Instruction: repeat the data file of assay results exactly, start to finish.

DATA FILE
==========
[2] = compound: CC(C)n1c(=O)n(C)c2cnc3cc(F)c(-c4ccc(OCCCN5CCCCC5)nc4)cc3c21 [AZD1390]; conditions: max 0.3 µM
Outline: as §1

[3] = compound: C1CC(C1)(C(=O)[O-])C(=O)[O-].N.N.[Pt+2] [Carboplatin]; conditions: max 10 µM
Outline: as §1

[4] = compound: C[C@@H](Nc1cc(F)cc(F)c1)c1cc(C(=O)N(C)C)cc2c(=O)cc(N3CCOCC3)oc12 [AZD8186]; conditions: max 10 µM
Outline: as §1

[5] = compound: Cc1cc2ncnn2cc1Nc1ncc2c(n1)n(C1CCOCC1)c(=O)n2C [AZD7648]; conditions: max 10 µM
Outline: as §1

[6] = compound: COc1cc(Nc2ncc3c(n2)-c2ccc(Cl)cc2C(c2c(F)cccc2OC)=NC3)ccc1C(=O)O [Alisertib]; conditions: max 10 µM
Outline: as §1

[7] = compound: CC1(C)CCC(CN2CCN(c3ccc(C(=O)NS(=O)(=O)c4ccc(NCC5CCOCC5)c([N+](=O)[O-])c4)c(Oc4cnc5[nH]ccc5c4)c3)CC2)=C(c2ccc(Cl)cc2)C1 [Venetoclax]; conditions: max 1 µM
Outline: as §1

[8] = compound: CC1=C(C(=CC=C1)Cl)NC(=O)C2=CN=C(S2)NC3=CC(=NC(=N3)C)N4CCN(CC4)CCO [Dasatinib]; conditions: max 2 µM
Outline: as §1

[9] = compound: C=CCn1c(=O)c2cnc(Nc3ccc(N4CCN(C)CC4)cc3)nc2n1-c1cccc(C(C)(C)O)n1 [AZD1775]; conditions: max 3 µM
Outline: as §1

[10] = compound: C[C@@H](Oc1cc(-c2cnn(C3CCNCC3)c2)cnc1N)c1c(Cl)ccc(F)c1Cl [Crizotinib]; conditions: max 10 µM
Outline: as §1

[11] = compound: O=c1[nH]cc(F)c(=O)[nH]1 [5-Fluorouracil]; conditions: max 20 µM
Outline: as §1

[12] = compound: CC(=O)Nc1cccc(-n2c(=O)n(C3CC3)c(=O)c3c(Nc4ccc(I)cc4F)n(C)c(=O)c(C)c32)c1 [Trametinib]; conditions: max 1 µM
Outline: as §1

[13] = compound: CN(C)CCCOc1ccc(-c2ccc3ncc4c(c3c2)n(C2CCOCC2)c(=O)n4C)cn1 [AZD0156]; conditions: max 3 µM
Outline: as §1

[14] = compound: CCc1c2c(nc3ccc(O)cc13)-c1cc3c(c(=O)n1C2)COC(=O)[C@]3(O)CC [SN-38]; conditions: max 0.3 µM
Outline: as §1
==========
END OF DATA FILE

[2] = compound: CC(C)n1c(=O)n(C)c2cnc3cc(F)c(-c4ccc(OCCCN5CCCCC5)nc4)cc3c21 [AZD1390]; conditions: max 0.3 µM
Outline: as §1

[3] = compound: C1CC(C1)(C(=O)[O-])C(=O)[O-].N.N.[Pt+2] [Carboplatin]; conditions: max 10 µM
Outline: as §1

[4] = compound: C[C@@H](Nc1cc(F)cc(F)c1)c1cc(C(=O)N(C)C)cc2c(=O)cc(N3CCOCC3)oc12 [AZD8186]; conditions: max 10 µM
Outline: as §1

[5] = compound: Cc1cc2ncnn2cc1Nc1ncc2c(n1)n(C1CCOCC1)c(=O)n2C [AZD7648]; conditions: max 10 µM
Outline: as §1

[6] = compound: COc1cc(Nc2ncc3c(n2)-c2ccc(Cl)cc2C(c2c(F)cccc2OC)=NC3)ccc1C(=O)O [Alisertib]; conditions: max 10 µM
Outline: as §1

[7] = compound: CC1(C)CCC(CN2CCN(c3ccc(C(=O)NS(=O)(=O)c4ccc(NCC5CCOCC5)c([N+](=O)[O-])c4)c(Oc4cnc5[nH]ccc5c4)c3)CC2)=C(c2ccc(Cl)cc2)C1 [Venetoclax]; conditions: max 1 µM
Outline: as §1

[8] = compound: CC1=C(C(=CC=C1)Cl)NC(=O)C2=CN=C(S2)NC3=CC(=NC(=N3)C)N4CCN(CC4)CCO [Dasatinib]; conditions: max 2 µM
Outline: as §1

[9] = compound: C=CCn1c(=O)c2cnc(Nc3ccc(N4CCN(C)CC4)cc3)nc2n1-c1cccc(C(C)(C)O)n1 [AZD1775]; conditions: max 3 µM
Outline: as §1

[10] = compound: C[C@@H](Oc1cc(-c2cnn(C3CCNCC3)c2)cnc1N)c1c(Cl)ccc(F)c1Cl [Crizotinib]; conditions: max 10 µM
Outline: as §1

[11] = compound: O=c1[nH]cc(F)c(=O)[nH]1 [5-Fluorouracil]; conditions: max 20 µM
Outline: as §1

[12] = compound: CC(=O)Nc1cccc(-n2c(=O)n(C3CC3)c(=O)c3c(Nc4ccc(I)cc4F)n(C)c(=O)c(C)c32)c1 [Trametinib]; conditions: max 1 µM
Outline: as §1

[13] = compound: CN(C)CCCOc1ccc(-c2ccc3ncc4c(c3c2)n(C2CCOCC2)c(=O)n4C)cn1 [AZD0156]; conditions: max 3 µM
Outline: as §1

[14] = compound: CCc1c2c(nc3ccc(O)cc13)-c1cc3c(c(=O)n1C2)COC(=O)[C@]3(O)CC [SN-38]; conditions: max 0.3 µM
Outline: as §1